Ireland's population grows as economy recovers
More people are moving to Ireland than leaving as the economic recovery continues, official figures suggest.
There has now been net immigration for the fifth year in a row.
Between April 2018 and April 2019 an estimated 88,600 people moved to Ireland while 54,900 left. Between 2010 and 2014 more people left Ireland than moved there.
Almost 30% of the Irish population, approximately 1.4 million people, live in Dublin.
- Migration to Northern Ireland hits 10-year peak
- Strong growth in Irish economy during 2018
- EU migration to UK 'underestimated' by ONS
The recession meant there was net emigration in Ireland, before the trend returned to net immigration in 2015.
The return to net immigration is likely to be a direct result of the country's economic recovery.
The Irish economy is still growing strongly and some economists believe it is approaching technical full employment."
During Ireland's economic boom annual net immigration peaked at more than 100,000 in 2007.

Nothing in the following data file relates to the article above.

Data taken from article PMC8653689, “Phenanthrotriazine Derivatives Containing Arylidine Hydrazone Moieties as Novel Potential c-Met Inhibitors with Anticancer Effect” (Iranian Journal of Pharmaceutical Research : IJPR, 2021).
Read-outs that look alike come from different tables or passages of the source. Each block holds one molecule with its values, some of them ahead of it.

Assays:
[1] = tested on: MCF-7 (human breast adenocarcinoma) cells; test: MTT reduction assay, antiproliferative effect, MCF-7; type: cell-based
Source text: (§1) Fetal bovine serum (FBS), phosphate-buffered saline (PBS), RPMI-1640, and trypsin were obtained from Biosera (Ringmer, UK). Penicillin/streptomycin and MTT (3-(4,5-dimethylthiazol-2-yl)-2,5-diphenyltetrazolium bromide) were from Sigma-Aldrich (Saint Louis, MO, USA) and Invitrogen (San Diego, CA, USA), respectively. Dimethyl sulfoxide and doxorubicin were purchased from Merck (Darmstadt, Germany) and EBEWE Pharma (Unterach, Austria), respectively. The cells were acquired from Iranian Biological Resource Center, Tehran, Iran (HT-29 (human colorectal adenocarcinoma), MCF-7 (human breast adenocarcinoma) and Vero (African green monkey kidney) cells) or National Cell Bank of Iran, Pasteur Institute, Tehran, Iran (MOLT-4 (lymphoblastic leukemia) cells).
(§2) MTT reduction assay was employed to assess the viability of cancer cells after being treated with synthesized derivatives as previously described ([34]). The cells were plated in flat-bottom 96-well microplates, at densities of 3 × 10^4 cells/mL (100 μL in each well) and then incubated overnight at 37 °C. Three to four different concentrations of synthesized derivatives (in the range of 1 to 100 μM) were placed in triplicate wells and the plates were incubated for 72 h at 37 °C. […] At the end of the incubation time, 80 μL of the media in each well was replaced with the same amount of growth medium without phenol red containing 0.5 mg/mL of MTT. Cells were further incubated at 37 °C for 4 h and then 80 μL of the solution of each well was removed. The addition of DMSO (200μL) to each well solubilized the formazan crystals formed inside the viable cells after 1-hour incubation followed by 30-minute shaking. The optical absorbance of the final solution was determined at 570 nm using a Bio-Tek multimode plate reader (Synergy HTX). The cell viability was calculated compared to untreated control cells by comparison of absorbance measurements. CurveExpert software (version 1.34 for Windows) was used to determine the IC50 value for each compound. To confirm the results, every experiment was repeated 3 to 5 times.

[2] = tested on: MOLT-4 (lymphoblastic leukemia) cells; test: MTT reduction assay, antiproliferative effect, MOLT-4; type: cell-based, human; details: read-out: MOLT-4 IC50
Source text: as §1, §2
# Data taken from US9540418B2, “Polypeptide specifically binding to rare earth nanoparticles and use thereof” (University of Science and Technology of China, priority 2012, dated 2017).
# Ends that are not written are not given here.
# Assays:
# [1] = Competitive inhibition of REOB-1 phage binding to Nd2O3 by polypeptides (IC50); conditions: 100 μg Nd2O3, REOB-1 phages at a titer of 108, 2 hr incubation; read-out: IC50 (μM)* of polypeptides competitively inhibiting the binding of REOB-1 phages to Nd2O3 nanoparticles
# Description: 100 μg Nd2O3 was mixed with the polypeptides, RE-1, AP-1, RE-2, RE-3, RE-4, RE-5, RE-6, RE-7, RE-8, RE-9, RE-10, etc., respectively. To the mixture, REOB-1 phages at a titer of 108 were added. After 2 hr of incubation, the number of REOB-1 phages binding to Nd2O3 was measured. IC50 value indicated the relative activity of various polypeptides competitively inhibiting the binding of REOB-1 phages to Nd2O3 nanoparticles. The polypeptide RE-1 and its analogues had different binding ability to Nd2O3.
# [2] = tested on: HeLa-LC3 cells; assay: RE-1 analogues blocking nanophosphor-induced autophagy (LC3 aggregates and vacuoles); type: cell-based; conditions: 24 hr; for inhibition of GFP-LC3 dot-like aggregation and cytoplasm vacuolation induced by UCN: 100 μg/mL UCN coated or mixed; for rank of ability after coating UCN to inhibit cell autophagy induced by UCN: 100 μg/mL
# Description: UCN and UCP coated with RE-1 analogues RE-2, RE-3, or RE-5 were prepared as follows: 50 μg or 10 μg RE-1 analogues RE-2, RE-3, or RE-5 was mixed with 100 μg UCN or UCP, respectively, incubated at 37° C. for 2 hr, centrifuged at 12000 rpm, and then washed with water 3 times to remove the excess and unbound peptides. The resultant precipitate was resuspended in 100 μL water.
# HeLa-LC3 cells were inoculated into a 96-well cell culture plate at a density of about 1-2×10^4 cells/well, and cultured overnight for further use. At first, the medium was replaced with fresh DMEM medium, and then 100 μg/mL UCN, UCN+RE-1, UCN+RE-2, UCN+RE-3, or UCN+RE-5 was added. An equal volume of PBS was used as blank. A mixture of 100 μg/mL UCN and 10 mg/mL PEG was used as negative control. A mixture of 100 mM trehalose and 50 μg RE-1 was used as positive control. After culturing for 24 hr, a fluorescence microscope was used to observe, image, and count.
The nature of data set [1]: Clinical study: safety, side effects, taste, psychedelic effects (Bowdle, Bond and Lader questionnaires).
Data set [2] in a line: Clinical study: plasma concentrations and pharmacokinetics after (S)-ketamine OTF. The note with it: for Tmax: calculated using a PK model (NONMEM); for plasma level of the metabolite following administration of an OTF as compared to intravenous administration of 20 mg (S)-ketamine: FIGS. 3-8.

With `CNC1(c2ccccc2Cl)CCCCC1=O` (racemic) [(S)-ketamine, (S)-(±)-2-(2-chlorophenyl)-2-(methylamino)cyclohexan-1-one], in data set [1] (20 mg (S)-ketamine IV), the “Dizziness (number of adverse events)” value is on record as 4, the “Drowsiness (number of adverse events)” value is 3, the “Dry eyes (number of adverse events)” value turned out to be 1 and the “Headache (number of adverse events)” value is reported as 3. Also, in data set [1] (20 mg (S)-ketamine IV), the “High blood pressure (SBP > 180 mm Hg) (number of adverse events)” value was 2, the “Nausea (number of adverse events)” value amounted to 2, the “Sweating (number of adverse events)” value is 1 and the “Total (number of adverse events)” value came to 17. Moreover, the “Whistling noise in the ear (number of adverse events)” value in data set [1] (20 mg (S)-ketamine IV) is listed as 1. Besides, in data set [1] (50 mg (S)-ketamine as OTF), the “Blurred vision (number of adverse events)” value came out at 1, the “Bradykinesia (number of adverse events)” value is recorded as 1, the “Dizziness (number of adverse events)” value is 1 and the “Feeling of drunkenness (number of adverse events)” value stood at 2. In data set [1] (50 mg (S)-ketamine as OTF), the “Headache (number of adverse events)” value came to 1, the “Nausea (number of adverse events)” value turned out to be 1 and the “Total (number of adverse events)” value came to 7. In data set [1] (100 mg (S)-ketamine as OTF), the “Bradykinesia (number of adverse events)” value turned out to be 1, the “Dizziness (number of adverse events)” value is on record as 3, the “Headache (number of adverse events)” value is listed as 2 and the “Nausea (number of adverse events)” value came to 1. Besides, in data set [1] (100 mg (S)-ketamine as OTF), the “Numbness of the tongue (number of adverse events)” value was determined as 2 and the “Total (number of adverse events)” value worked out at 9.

Net migration to Northern Ireland has also reached its highest level in 10 years in 2018, according to new figures.
Sustained natural increase
The Central Statistics Office (CSO) said the number of non-Irish nationals living in Ireland increased from 593,600 to 622,700, which is 12.7% of the total population.
Of the non-Irish nationals an estimated 115,000 are from the UK, 340,000 from elsewhere in the EU and 169,000 from elsewhere in the world.
James Hegarty, CSO statistician, said the annual increase brought the population estimate to 4.92 million in April 2019.
"The combined effect of positive net migration and sustained natural increase resulted in population growth of 64,500 (+1.3%) in the year to April 2019."
Mr Hegarty added that all regions showed a population increase in the year to April 2019, ranging from 2,600 people (0.5%) in the mid-west to 25,100 people (1.8%) in Dublin.